Chasuke’s Journey (2015)
Review of film that formed part of the ‘0th’ Edition of the London East Asian Film Festival (LEAFF 2015)
Chasuke (Ken’ichi Matsuyama) is head tea server in Heaven for the legions of workers who script the lives of mortals on Earth. When one of the less imaginative Screenwriters, instructed by ‘the Man’ (i.e. God) to write something more ‘avant-garde’, turns to Chasuke for help, the resultant alterations to reality destine mute Yuri (Ito Ohno) below in Okinawa to be killed by a stolen car – and so Chasuke races down to Earth to intervene before this terminal screenplay for Yuri can come to pass. Now stranded, Chasuke dons a toy set of angel’s wings and begins employing his celestial powers to heal the sick and “to undo those assholes’ screenplays – right down to the punctuation!”. Who, though, can save him?
Like A Matter of Life and Death (1946), Heaven Can Wait (1978), Wings of Desire (1987) and A Life Less Ordinary (1997) before it, Chasuke’s Journey (aka Ten no Chasuke) deals with the traffic between Heaven and Earth, as angels and humans interact to realign the fates and bring about miracles of romance. Yet the film’s allusiveness – and derivativeness – do not stop there: for this, the fourteenth feature from Sabu (aka Hiroyuki Tanaka), adopts a metacinematic high concept that foregrounds the contrived scriptedness of its characters’ lives, and then exposes the writers themselves as wrangling, clueless incompetents. Chasuke, who has for years been reading over the shoulders of the Screenwriters, reveals the backstory of each character as he encounters them – and those backstories are typically concocted from familiar movie motifs.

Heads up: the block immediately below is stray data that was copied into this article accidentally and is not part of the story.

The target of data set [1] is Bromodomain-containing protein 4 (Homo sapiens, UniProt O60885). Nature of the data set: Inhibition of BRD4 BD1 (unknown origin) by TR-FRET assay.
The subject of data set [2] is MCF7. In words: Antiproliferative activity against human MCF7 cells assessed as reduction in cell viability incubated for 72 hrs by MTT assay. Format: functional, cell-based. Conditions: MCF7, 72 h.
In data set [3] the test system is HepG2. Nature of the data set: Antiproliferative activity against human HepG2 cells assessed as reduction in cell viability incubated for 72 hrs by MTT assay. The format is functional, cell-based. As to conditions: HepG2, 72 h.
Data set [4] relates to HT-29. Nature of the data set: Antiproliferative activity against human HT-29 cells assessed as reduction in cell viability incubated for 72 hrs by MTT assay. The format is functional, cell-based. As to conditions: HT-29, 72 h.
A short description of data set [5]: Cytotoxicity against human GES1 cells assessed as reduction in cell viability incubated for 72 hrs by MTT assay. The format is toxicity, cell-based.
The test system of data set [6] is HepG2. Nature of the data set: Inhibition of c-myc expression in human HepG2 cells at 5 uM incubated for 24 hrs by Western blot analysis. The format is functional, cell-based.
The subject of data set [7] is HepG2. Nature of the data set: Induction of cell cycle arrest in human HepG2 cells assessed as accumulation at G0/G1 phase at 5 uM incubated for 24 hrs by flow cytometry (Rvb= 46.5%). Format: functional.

So it is that the childhood of TV magician Charlie Pon (Hiromasa Taguchi) has been purloined from Robert Bresson’s Pickpocket and John Cassavetes’ Gloria – while another friend/disciple of Chasuke, the noodle chef Joe Hikomura (Yusuke Iseya) used to engage in Ghost-style erotic pottery with his actor girlfriend before she drowned in a Titanic-like iceberg collision. “All”, as Chasuke observes, “because of a no-talent writer who rips off movies and jumps on trendy bandwagons, Joe has to feel this misery.” And Chasuke’s own past and present involvement with yakuza admits all manner of genre material (fights, hitmen, etc.) into the unstable mix. For here we are witnessing no less than a script, complete with real-time edits, adjustments and rewrites, coming into being from multiple vying pitches.
The results are messy, even tone-deaf – but that does seem to be part of the point. For in Sabu’s strange collision of high and low, genres are blurred, characters are merely half-written with the broadest of strokes, a Jesus-like saviour engages in repeated vomit gags, Christianity and Okinawan folk rituals do a strange two-step, and ‘avant-garde’ surrealism and quirkiness are the wildcards. Meanwhile, Chasuke himself provides a constant (and mostly critical) metacinematic commentary on the poverty of all these characters’ storylines, while the divine, dragon-like ‘Man’ keeps his distance but still appears to be exerting a mysterious influence on all these postmodern events – perhaps not a little like the invisible Sabu himself. Some uneconomic repetitions and casual homophobia aside, Chasuke’s Journey takes romantic comedy on an endearing, inventive spin heavenwards.